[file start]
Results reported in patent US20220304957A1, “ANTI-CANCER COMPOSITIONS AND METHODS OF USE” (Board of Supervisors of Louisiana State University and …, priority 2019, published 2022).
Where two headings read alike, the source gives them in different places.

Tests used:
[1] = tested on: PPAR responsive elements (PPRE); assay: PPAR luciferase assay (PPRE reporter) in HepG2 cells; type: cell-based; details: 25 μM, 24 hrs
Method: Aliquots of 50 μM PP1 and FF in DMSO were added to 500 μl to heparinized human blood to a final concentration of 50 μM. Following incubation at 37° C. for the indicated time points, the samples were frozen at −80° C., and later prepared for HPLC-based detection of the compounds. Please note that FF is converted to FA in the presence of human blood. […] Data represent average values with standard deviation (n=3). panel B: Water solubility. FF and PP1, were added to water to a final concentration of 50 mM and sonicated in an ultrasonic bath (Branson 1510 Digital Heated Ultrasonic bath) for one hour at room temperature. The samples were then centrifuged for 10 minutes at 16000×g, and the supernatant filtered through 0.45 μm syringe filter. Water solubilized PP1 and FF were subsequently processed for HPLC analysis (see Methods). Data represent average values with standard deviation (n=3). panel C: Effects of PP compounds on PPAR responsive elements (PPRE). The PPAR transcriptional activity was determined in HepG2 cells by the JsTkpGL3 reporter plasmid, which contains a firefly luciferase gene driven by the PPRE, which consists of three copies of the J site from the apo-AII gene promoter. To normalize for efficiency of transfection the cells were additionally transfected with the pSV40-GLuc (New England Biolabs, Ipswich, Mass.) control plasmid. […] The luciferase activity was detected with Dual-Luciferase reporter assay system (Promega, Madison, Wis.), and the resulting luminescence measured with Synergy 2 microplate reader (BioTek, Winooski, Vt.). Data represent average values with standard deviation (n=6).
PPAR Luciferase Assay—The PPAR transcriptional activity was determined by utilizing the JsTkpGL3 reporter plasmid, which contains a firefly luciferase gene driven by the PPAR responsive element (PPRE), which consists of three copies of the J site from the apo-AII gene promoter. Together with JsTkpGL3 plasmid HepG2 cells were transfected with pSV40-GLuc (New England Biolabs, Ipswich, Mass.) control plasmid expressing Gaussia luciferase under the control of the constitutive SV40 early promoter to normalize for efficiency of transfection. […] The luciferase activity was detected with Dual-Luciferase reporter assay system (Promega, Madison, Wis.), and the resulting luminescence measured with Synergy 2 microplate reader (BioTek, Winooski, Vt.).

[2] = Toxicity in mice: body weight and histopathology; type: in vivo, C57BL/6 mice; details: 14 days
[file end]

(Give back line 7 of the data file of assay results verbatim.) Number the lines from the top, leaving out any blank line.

[2] = Toxicity in mice: body weight and histopathology; type: in vivo, C57BL/6 mice; details: 14 days